Principal Research Scientist
CSAIL (Computer Science and Artificial Intelligence Lab)
MIT Computer Vision & Graphics Group
Investigator, Athinoula A. Martinos Imaging Center
MIT, 77 Massachusetts Avenue
Cambridge, MA 02139
Phone: 617 452 2492
After a French baccalaureate in Physics and Mathematics and a B.Sc. in Psychology (minor in Philosophy), Aude Oliva received two M.Sc. degrees –in Experimental Psychology, and in Cognitive Science and a Ph.D from the Institut National Polytechnique of Grenoble, France. She joined the MIT faculty in the Department of Brain and Cognitive Sciences in 2004 and the MIT Computer Science and Artificial Intelligence Laboratory - CSAIL - in 2012. She is also affiliated with the Athinoula A. Martinos Imaging Center at the McGoven Institute for Brain Research, and with the MIT Big Data Initiative at CSAIL.
Her research is cross-disciplinary, spanning human perception/cognition, computer vision, and cognitive neuroscience, focusing on research questions at the intersection of the three domains. Her work in Computational Perception and Cognition builds on the synergy between human and machine perception and cognition, and how it applies to solving high-level recognition problems like understanding scenes and events, perceiving space, localizing sounds, recognizing objects, modelling attention, eye movements and visual memory, as well as predicting subjective properties of images (like image memorability). Her research integrates knowledge and tools from image processing, image statistics, computer vision, human perception, cognition and neuro-imaging (fMRI, MEG).
Her work has been regularly featured in the scientific and popular press, in museums of Art and Science as well as in textbooks of Perception, Cognition, Computer Vision and Design. She is the recipient of a National Science Foundation CAREER Award (2006) in Computational Neuroscience, an elected Fellow of the Association for Psychological Science (APA), and the recipient of the 2014 Guggenheim fellowship in Computer Science. Her research programs are funded by the National Science Foundation, the National Eye Institute, Google and Xerox. Her Curriculum-Vitae (pdf), her google scholar profile page.
Cross-disciplinary research bridges the gaps from theory to experiments to applications, accelerating the rate at which discoveries are made by solving problems through a novel way of thinking. To this end, my research in human perception and cognition span three disciplines:
- Psychology: We employ psychophysics and behavioral methods to discover phenomena of human perception and cognition.
- Computer Vision: We use methods in image processing and computer vision as tools to model and predict psychological phenomena as well as to provide computer vision with new applications.
- Human Cognitive Neuroscience: Armed with theoretical and computational frameworks, we use brain imaging experiments (e.g., fMRI, MEG) to study how the human brain represents perceptual and cognitive phenomena.
My work has capitalized on visual scene understanding. Scene understanding is a multidisciplinary field, but the traditional layered structure of academia and publication outlets have created substantial barriers between researchers working on human perception and computer vision. In my work I have constantly sought to bridge these two areas of research. Building on foundations in image statistics and image processing, I have developed new experimental paradigms to study human perception and memory, and novel methods in human neuroscience. I have integrated ideas from cognitive psychology into computer vision and I have applied computer vision to model various ecological tasks like scene classification, depth perception, visual search and memory. I have also established successful bridges with computer vision, contributing to its awareness of studies in psychology. Some of my earlier contributions (i.e., hybrid images) have also made a strong impact outside the field of human perception. My 2001 paper in Int. J. of Computer Vision, which introduced the first holistic computational model of scene recognition, and what would later be referred as GIST features, has generated much follow-up work in both human vision and computer vision. Recently, I introduced a new domain of application of computer vision: memorability. The study of long-term memory provides another avenue of research in which to probe what kind of information is extracted, stored, and used to predict behaviors.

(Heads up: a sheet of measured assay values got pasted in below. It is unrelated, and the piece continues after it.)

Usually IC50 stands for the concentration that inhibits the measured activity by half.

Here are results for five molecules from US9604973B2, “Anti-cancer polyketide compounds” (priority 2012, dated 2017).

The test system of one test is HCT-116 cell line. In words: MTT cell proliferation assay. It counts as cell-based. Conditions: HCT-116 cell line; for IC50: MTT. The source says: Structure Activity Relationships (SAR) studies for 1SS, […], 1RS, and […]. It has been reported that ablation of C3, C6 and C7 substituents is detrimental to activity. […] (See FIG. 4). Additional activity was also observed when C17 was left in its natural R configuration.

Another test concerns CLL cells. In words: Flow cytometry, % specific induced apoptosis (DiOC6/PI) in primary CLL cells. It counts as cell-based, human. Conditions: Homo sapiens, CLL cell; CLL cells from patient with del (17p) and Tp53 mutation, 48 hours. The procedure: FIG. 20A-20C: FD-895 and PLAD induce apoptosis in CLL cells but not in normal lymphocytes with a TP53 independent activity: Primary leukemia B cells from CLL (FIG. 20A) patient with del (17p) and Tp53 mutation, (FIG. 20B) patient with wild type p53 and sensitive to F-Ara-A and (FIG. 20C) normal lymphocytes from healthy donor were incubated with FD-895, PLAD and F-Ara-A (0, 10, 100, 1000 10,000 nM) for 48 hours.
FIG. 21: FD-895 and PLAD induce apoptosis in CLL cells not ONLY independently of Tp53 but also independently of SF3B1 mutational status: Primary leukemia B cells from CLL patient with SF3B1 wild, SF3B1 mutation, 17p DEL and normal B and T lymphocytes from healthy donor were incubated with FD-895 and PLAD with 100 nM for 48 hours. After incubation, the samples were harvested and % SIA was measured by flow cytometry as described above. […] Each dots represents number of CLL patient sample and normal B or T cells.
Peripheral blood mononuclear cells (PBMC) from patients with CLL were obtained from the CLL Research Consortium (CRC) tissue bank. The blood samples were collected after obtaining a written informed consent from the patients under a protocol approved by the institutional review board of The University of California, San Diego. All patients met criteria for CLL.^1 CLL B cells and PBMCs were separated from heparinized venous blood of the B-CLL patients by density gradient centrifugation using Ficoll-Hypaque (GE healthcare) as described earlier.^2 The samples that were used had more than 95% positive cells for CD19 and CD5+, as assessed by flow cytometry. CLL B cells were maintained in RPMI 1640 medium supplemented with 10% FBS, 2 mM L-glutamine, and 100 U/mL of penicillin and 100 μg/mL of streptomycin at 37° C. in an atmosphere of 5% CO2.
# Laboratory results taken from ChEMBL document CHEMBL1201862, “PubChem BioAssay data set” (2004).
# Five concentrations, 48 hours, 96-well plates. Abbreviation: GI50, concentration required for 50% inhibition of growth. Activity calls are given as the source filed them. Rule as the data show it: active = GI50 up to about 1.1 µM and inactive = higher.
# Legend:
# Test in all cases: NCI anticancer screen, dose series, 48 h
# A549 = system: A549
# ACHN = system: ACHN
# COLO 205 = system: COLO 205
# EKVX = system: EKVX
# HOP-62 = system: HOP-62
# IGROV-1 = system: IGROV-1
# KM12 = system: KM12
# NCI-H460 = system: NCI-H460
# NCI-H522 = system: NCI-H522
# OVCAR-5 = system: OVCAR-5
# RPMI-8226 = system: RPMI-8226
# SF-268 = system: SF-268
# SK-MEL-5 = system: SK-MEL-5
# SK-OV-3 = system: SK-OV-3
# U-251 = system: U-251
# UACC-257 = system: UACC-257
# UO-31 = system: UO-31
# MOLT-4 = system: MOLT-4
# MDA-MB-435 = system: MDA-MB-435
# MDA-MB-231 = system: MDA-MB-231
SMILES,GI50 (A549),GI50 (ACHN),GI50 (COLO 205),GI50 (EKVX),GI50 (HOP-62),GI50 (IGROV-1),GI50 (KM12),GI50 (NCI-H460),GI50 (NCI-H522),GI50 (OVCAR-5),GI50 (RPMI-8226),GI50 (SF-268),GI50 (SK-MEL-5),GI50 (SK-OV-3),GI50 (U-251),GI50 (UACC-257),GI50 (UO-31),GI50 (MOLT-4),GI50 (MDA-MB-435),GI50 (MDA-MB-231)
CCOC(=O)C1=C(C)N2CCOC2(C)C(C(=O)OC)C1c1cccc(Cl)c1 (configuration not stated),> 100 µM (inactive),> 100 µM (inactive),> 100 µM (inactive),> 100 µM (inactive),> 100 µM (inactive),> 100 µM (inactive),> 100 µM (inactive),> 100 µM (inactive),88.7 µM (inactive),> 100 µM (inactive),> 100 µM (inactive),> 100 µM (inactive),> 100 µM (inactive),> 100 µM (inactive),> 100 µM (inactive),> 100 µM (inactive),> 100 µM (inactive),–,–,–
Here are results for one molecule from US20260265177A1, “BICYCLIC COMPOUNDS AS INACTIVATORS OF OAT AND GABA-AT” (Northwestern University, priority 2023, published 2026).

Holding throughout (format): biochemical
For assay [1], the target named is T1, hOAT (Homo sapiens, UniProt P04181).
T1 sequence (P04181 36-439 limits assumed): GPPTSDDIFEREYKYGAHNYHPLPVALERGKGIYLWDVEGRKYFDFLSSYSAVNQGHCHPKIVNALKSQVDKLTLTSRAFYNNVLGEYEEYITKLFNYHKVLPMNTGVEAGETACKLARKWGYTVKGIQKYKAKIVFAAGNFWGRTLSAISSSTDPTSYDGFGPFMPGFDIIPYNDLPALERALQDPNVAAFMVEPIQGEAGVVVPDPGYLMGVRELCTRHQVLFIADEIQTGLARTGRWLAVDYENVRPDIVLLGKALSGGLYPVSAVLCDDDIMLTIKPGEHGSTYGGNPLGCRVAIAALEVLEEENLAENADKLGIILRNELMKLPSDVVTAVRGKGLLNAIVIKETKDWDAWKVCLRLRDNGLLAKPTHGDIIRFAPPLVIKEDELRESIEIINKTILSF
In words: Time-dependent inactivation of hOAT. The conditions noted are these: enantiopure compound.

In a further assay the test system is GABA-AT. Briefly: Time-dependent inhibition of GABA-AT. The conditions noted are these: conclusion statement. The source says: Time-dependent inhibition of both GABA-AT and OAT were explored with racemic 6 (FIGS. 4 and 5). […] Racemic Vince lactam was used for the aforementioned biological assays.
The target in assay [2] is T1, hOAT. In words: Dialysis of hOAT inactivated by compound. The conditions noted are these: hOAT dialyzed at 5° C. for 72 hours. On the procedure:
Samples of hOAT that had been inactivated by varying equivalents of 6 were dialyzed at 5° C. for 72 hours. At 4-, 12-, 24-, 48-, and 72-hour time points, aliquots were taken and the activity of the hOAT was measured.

In order to satisfactorily study the dynamics of perception, cognition and action in the human brain, measurements at the level of milliseconds and millimeters are required. Combining the best of two worlds (ms-resolution MEG and mm-resolution fMRI) allows to study, in a non invasive manner, how recognition processes unfold concurrently in time and space in the human brain: In a first study in Nature Neuroscience 2014 (MIT news release), we have applied the new approach to visual object recognition.
List of Publications here
As an undergraduate student, I studied the Philosophy of Existentialism: it teaches you "fall seven times, stand up eight" (Japanese proverb). Building cross-disciplinary knowledge in psychology, computer vision and neuroscience took me twenty years (and I will never stop learning). I look forward to the next few decades to the chance to teach students how to become trans-disciplinary thinkers. I have witnessed too many times that, “at every crossway on the road that leads to the future, each progressive spirit is opposed by a thousand men appointed to guard the past,” (A.G. Bose) but also that, “logic will get you from A to Z; imagination will get you everywhere.” (A. Einstein). I believe that cross-disciplinary education opens people’s minds to imagine, believe in and do, the impossible.